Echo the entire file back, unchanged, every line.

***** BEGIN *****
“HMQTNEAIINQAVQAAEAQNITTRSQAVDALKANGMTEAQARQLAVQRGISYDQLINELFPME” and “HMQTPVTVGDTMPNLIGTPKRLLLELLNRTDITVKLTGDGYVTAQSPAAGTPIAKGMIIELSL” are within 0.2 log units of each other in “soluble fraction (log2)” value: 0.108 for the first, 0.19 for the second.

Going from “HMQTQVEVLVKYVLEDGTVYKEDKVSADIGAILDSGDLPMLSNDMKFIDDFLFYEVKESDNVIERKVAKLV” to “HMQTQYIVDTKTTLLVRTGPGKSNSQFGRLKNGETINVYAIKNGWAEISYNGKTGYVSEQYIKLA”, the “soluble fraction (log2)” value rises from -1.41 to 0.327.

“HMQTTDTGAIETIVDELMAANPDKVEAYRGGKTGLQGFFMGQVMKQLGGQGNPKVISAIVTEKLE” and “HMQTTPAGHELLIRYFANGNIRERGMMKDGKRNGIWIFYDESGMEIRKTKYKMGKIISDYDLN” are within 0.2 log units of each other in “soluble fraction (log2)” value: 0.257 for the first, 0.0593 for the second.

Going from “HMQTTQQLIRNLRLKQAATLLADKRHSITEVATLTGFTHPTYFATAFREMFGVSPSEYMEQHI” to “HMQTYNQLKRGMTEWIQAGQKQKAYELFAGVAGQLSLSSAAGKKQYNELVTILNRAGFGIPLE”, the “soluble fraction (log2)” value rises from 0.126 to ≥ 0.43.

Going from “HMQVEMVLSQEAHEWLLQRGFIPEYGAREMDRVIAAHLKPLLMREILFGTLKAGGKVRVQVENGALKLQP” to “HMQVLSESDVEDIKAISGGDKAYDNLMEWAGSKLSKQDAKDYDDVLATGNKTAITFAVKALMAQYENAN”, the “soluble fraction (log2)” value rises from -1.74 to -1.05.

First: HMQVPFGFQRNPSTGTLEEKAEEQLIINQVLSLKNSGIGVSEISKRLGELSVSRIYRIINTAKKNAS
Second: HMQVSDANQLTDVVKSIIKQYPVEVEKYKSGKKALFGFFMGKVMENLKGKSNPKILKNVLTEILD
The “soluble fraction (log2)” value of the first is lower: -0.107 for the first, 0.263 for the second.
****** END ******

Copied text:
“HMQTNEAIINQAVQAAEAQNITTRSQAVDALKANGMTEAQARQLAVQRGISYDQLINELFPME” and “HMQTPVTVGDTMPNLIGTPKRLLLELLNRTDITVKLTGDGYVTAQSPAAGTPIAKGMIIELSL” are within 0.2 log units of each other in “soluble fraction (log2)” value: 0.108 for the first, 0.19 for the second.

Going from “HMQTQVEVLVKYVLEDGTVYKEDKVSADIGAILDSGDLPMLSNDMKFIDDFLFYEVKESDNVIERKVAKLV” to “HMQTQYIVDTKTTLLVRTGPGKSNSQFGRLKNGETINVYAIKNGWAEISYNGKTGYVSEQYIKLA”, the “soluble fraction (log2)” value rises from -1.41 to 0.327.

“HMQTTDTGAIETIVDELMAANPDKVEAYRGGKTGLQGFFMGQVMKQLGGQGNPKVISAIVTEKLE” and “HMQTTPAGHELLIRYFANGNIRERGMMKDGKRNGIWIFYDESGMEIRKTKYKMGKIISDYDLN” are within 0.2 log units of each other in “soluble fraction (log2)” value: 0.257 for the first, 0.0593 for the second.

Going from “HMQTTQQLIRNLRLKQAATLLADKRHSITEVATLTGFTHPTYFATAFREMFGVSPSEYMEQHI” to “HMQTYNQLKRGMTEWIQAGQKQKAYELFAGVAGQLSLSSAAGKKQYNELVTILNRAGFGIPLE”, the “soluble fraction (log2)” value rises from 0.126 to ≥ 0.43.

Going from “HMQVEMVLSQEAHEWLLQRGFIPEYGAREMDRVIAAHLKPLLMREILFGTLKAGGKVRVQVENGALKLQP” to “HMQVLSESDVEDIKAISGGDKAYDNLMEWAGSKLSKQDAKDYDDVLATGNKTAITFAVKALMAQYENAN”, the “soluble fraction (log2)” value rises from -1.74 to -1.05.

First: HMQVPFGFQRNPSTGTLEEKAEEQLIINQVLSLKNSGIGVSEISKRLGELSVSRIYRIINTAKKNAS
Second: HMQVSDANQLTDVVKSIIKQYPVEVEKYKSGKKALFGFFMGKVMENLKGKSNPKILKNVLTEILD
The “soluble fraction (log2)” value of the first is lower: -0.107 for the first, 0.263 for the second.